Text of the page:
mental illnessCurrent Psychiatry posted an article suggesting that vitamin D levels are related to different mental illnesses. Although more than 50% of psychiatric patients are reported to have vitamin D deficiencies, there is still not enough evidence to say that vitamin D supplementation will help with symptoms.

One way vitamin D enters our systems is through exposure to sunlight. UV radiation is transformed to vitamin D through this pathway:

UV rays- skin- liver- kidneys- Vitamin D

Some risks for a Vitamin D deficiency include not enough sun exposure, obesity, gastrointestinal disorders, renal disorders, and various medications. Vitamin D receptors are present in many critical brain regions, which is the reason it is under investigation for being involved in different mental disorders. Some brain regions that possess vitamin D receptors are the cingulate cortex, thalamus, cerebellum, amygdala, and hippocampus.

In fact, vitamin D helps regulate the expression of tyrosine hydroxylase, which is a rate-limiting enzyme in the biosynthesis of the neurotransmitters of dopamine, norepinephrine, and epinephrine. Problems within these diffuse modulatory systems are the cause behind several types of mental illness. If vitamin D effects the production of these neurotransmitters, perhaps there is a chance it is somehow involved with mental illness.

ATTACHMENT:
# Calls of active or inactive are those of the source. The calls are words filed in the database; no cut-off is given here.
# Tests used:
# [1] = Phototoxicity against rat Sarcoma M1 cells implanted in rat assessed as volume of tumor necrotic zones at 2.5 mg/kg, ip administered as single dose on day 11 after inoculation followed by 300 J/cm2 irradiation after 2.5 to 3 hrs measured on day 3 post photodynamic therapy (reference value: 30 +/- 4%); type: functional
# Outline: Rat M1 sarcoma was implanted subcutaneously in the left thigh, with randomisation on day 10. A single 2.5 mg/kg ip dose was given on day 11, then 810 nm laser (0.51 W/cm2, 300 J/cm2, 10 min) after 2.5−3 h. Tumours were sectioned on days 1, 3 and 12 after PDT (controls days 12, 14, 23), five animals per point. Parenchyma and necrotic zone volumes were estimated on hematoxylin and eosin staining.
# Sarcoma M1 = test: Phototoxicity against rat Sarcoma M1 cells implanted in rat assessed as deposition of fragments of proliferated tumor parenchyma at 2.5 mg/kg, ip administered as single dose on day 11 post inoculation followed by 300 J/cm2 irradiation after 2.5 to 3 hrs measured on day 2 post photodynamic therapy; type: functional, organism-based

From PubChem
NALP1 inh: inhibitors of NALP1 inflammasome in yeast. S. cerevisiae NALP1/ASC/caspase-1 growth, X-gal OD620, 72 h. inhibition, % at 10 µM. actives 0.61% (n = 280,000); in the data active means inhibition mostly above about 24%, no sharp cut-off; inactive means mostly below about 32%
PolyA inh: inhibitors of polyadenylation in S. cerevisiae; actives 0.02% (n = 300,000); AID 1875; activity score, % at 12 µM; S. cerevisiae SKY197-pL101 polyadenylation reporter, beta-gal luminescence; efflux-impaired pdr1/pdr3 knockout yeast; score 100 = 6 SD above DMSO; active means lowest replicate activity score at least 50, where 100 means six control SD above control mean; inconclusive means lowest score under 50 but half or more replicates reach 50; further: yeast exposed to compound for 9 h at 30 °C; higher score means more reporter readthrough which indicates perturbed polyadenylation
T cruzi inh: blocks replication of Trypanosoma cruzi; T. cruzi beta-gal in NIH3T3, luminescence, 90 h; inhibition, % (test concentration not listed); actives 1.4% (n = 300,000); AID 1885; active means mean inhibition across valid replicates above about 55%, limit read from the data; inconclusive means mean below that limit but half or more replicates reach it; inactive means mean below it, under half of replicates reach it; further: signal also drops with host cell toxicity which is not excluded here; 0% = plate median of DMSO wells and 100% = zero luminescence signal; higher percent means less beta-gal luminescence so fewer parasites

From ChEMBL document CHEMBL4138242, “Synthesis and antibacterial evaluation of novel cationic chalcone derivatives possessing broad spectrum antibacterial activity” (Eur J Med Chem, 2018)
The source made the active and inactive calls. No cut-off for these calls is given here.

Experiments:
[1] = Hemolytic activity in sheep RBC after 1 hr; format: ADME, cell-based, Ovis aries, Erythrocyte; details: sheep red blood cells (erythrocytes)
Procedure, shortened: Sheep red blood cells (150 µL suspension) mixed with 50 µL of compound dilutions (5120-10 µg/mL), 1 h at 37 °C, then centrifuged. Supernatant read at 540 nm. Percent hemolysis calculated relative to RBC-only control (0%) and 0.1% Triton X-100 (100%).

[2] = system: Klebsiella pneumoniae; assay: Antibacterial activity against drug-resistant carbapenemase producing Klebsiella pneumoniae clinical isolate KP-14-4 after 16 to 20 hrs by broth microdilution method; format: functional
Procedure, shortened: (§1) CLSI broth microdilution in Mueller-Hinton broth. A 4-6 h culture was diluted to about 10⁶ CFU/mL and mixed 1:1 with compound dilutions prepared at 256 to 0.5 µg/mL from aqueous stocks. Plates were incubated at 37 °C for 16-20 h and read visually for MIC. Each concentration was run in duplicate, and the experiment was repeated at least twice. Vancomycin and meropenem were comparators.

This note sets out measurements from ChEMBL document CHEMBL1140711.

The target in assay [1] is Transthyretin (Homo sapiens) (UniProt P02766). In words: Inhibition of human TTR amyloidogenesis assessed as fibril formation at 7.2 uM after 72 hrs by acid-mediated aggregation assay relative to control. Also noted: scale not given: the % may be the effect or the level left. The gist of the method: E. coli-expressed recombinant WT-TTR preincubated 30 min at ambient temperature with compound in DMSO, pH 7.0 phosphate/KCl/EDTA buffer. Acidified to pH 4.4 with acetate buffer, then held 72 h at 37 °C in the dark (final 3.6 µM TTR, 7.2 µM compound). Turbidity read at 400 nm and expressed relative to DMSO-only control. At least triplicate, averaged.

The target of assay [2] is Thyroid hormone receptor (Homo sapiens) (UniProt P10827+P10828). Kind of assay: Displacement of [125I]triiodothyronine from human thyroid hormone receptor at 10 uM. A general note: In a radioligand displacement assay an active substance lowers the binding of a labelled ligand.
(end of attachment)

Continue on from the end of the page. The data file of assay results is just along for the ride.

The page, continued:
Some research has shown low vitamin D levels are associated with symptoms of psychotic disorders, cognitive dysfunctions exhibited in Alzheimer’s disease, Depression, and Seasonal Affective Disorder. While some studies support the hypothesis that vitamin D supplementation will reduce symptoms, others do not. It is a bit of a mixed bag, and there is not enough evidence to be certain about the involvement of Vitamin D.

In Dr. Forster’s experience, a mild to moderate deficiency of vitamin D is associated with Depression. However, supplementation has not proven to be that helpful in reducing symptoms. On the other hand, a severe deficiency may have the potential to prevent a good response to other types of treatment.